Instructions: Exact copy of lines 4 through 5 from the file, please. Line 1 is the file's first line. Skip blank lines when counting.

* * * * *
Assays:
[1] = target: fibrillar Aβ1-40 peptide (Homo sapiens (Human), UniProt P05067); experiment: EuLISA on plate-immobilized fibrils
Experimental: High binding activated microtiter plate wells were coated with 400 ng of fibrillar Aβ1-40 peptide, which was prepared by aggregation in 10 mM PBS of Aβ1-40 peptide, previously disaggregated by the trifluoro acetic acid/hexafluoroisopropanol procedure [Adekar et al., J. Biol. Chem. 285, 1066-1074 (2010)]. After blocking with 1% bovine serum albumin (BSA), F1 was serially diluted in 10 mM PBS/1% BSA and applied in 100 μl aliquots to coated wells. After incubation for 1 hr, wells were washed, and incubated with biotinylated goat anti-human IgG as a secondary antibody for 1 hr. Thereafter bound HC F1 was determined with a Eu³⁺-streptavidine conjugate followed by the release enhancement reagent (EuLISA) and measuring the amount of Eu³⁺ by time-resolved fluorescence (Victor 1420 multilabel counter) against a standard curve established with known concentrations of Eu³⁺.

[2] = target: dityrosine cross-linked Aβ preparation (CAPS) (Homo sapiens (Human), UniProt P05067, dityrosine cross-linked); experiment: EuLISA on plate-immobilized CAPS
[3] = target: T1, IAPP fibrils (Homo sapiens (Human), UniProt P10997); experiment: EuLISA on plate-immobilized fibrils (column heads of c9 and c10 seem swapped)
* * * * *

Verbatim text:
[2] = target: dityrosine cross-linked Aβ preparation (CAPS) (Homo sapiens (Human), UniProt P05067, dityrosine cross-linked); experiment: EuLISA on plate-immobilized CAPS
[3] = target: T1, IAPP fibrils (Homo sapiens (Human), UniProt P10997); experiment: EuLISA on plate-immobilized fibrils (column heads of c9 and c10 seem swapped)